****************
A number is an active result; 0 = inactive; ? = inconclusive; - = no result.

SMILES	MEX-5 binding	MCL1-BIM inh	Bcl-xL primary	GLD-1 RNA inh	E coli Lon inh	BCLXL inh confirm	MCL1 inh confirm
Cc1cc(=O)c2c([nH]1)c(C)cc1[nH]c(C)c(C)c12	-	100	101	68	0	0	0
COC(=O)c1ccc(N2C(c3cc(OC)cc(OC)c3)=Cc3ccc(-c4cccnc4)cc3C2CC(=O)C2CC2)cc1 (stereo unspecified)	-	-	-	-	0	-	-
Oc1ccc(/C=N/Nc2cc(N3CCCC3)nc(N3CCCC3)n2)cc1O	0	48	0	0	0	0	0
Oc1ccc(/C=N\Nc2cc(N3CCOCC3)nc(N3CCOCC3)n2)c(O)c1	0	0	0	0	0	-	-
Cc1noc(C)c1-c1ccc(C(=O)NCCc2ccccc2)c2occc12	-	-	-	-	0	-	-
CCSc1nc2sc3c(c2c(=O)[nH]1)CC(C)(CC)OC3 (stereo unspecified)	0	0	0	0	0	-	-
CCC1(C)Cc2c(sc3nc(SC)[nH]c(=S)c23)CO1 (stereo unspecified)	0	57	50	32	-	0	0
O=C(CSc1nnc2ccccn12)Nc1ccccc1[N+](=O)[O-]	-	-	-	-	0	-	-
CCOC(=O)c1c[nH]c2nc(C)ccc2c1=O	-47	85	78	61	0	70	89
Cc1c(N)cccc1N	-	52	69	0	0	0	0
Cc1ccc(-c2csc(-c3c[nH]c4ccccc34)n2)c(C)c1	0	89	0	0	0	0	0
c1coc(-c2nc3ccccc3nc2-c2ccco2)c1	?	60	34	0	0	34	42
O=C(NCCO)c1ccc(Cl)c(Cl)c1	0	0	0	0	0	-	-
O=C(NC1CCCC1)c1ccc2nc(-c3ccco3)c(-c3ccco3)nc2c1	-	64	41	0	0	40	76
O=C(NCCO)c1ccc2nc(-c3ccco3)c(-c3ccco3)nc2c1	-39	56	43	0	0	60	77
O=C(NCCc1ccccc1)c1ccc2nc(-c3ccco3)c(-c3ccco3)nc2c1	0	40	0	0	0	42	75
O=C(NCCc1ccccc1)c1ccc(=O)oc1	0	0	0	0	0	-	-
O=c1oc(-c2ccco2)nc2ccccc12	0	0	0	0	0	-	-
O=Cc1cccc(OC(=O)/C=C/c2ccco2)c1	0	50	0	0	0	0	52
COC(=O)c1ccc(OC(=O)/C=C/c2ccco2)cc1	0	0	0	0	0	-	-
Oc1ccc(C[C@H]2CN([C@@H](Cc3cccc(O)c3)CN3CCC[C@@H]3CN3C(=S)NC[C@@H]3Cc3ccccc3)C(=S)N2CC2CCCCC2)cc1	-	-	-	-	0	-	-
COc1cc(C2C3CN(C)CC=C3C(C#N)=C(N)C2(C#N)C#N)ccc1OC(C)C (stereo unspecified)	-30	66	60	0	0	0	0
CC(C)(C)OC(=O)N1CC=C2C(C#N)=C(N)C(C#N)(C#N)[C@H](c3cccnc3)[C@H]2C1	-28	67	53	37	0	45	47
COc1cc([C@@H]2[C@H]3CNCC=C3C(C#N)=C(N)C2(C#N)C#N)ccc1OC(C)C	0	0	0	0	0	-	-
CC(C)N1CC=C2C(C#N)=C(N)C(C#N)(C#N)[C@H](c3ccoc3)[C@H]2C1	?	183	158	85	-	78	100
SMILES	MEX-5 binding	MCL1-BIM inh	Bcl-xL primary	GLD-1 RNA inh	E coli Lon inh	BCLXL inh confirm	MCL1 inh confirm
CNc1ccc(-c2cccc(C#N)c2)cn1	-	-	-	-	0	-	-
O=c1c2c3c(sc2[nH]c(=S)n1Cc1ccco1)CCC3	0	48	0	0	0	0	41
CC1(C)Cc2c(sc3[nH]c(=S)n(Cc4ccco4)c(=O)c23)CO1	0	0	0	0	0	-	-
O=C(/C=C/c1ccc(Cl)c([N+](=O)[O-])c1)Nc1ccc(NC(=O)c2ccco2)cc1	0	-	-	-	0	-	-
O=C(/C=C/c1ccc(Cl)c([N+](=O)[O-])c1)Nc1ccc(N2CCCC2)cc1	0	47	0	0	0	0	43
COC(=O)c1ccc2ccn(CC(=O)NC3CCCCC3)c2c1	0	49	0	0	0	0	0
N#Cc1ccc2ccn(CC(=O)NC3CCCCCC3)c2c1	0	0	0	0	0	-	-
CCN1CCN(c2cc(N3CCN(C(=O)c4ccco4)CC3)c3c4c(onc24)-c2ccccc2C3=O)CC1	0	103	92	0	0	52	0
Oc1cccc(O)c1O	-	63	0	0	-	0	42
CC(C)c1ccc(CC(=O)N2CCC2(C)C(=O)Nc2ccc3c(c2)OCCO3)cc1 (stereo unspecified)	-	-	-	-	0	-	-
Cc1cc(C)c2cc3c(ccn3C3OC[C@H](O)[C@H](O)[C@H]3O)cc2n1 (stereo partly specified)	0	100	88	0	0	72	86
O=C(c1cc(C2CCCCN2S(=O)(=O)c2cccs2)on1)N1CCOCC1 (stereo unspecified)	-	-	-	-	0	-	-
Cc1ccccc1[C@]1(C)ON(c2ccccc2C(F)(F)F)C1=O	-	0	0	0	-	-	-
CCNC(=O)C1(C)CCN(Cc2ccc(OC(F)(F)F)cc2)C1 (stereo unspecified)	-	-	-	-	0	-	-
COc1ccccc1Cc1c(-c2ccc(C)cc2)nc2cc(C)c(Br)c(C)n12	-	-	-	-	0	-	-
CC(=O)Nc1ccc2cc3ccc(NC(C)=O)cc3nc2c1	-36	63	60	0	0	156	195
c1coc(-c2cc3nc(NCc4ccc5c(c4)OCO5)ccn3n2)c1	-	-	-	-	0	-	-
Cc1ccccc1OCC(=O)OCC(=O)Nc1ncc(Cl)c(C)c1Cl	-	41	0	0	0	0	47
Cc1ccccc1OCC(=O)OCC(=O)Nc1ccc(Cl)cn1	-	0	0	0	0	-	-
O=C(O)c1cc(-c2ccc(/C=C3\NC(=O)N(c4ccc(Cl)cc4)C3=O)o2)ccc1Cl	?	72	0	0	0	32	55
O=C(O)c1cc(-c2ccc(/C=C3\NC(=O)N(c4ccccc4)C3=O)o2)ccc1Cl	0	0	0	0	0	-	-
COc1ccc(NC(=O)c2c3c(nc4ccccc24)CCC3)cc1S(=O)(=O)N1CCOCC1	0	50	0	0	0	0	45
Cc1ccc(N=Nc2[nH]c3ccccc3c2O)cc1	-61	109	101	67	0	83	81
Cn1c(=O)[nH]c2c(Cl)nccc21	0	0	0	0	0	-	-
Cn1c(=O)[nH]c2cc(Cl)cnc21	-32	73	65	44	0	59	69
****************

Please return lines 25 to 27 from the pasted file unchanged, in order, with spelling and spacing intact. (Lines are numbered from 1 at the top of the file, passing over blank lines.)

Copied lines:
CC(C)(C)OC(=O)N1CC=C2C(C#N)=C(N)C(C#N)(C#N)[C@H](c3cccnc3)[C@H]2C1	-28	67	53	37	0	45	47
COc1cc([C@@H]2[C@H]3CNCC=C3C(C#N)=C(N)C2(C#N)C#N)ccc1OC(C)C	0	0	0	0	0	-	-
CC(C)N1CC=C2C(C#N)=C(N)C(C#N)(C#N)[C@H](c3ccoc3)[C@H]2C1	?	183	158	85	-	78	100